By VASANT BHARATH
It is not my intention to disrupt your festive mood this Christmas season, especially since it is a brief and enjoyable respite from yet another difficult and tumultuous year.
But as the year draws to a close, our financial state of affairs is bad, with the economy strangulated and the outlook for 2020 not positive.
The revelation of lower-than-expected natural gas production is a crucial aspect of the disturbing economic scenario, but the negative circumstances are more pervasive and worrying.
The Central Bank is reporting setbacks in several important sectors and continued concerns over unemployment.
But the gas situation is, by far, the most alarming in the current flat economy, with forecasts for a fourth successive year of below zero growth, the first time since 1986 that this country has suffered three successive years of negative growth
Gas production for this year is expected to be even lower than that of 2018, despite the government’s earlier implausible forecasts.
Finance Minister Colm Imbert had projected an average of 3.8 billion cubic feet per day for the current fiscal year, but the actual production is 3.55 bcfd, almost 250bcfd less than anticipated.
This production shortfall is enough to fulfil all of Trinidad and Tobago’s electricity requirements daily.
To a large extent, the Central Bank had hinged a stabilising of the national economy on the 3.8 bcfd production.
And Imbert had bragged in his budget address that “significantly, natural gas production has continued (its) upward trend…”
The bank’s most recent monetary report stated that “economic activity could improve in the second half of 2019 if there is a normalisation of natural gas production following temporary disruptions at mid-year.”
The bank alluded to the 3.8 bcfd projection “aiding the rejuvenation of downstream refining and strengthening petrochemical production.”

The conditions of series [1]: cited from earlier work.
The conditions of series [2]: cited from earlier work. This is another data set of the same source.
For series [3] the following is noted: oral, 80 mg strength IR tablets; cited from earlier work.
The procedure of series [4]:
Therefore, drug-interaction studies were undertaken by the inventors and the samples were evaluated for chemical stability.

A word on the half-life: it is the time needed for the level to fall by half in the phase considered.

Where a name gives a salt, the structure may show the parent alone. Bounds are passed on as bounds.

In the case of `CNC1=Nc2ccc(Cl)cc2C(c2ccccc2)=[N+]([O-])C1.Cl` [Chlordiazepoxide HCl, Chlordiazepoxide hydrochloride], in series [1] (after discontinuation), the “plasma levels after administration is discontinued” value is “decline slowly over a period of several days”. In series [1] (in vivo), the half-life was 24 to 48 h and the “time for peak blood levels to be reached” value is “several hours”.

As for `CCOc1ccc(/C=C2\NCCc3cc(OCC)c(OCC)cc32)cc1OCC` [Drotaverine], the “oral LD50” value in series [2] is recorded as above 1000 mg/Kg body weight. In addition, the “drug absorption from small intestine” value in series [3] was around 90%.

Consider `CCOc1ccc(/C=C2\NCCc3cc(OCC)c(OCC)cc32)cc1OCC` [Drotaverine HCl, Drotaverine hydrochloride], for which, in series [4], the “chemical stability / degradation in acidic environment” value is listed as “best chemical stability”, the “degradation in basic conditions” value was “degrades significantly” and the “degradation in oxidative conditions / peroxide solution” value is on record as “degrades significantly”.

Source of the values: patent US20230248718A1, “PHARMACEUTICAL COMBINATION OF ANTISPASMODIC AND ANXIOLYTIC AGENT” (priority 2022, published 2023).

But that forecasted production has turned out to be as fabled as several other economic analyses by Imbert and other senior government officials.
The reduced production and supply would surely continue to create deep anxieties at Atlantic LNG and Point Lisas plants, with direct and harmful effects on the economy.
Equally disturbing is that the decreased yields are taking place in spite of the commissioning of BPTT’s much-touted Angelin and DeNovo’s Iguana fields.
The Ministry of Finance acknowledged in its Review of the Economy that the decline in extraction from mature fields “outweighed the additional output from new sources.”
The rationalisation of operations by energy companies would continue into the new year, and there is no indication of how far-reaching the consequences of the depressed gas production would be.
No one – not even Imbert – would dare to project a turnaround in gas yields.
In addition, as the Central Bank noted, refinery operations at Pointe-a-Pierre have not yet restarted.
Rig operations are at a nine-year low.
In addition to gas, crude oil and LNG also had lower year-on-year performance, resulting in a 3.4 per cent reduced output for the sector in the first half of 2019.
The signs are becoming ever clearer that T&T’s bountiful energy days are behind us, and yet the Rowley administration has made no serious effort at diversifying the declining economy.
The Central Bank is hoping the current end-of-year commerce would provide an economic fillip and the government’s planned infrastructure projects would boost the construction sector.
But these ventures would provide only short-term and seasonal stirrings to a troubled and declining economy.